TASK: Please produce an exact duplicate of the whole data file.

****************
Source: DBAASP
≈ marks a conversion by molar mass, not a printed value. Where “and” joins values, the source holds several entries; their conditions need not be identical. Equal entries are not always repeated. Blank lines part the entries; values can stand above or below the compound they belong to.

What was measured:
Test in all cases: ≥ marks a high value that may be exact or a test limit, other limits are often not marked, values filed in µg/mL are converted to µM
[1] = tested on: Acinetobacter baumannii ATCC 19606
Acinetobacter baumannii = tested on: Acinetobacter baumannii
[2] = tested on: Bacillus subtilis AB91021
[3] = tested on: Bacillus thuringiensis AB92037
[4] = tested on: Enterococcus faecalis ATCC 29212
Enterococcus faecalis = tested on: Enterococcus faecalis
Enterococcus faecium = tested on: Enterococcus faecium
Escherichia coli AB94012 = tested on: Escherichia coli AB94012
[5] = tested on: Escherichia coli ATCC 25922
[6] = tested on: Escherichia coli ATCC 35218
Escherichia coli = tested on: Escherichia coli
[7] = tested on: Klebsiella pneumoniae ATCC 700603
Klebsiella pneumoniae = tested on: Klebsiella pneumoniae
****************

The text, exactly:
Source: DBAASP
≈ marks a conversion by molar mass, not a printed value. Where “and” joins values, the source holds several entries; their conditions need not be identical. Equal entries are not always repeated. Blank lines part the entries; values can stand above or below the compound they belong to.

What was measured:
Test in all cases: ≥ marks a high value that may be exact or a test limit, other limits are often not marked, values filed in µg/mL are converted to µM
[1] = tested on: Acinetobacter baumannii ATCC 19606
Acinetobacter baumannii = tested on: Acinetobacter baumannii
[2] = tested on: Bacillus subtilis AB91021
[3] = tested on: Bacillus thuringiensis AB92037
[4] = tested on: Enterococcus faecalis ATCC 29212
Enterococcus faecalis = tested on: Enterococcus faecalis
Enterococcus faecium = tested on: Enterococcus faecium
Escherichia coli AB94012 = tested on: Escherichia coli AB94012
[5] = tested on: Escherichia coli ATCC 25922
[6] = tested on: Escherichia coli ATCC 35218
Escherichia coli = tested on: Escherichia coli
[7] = tested on: Klebsiella pneumoniae ATCC 700603
Klebsiella pneumoniae = tested on: Klebsiella pneumoniae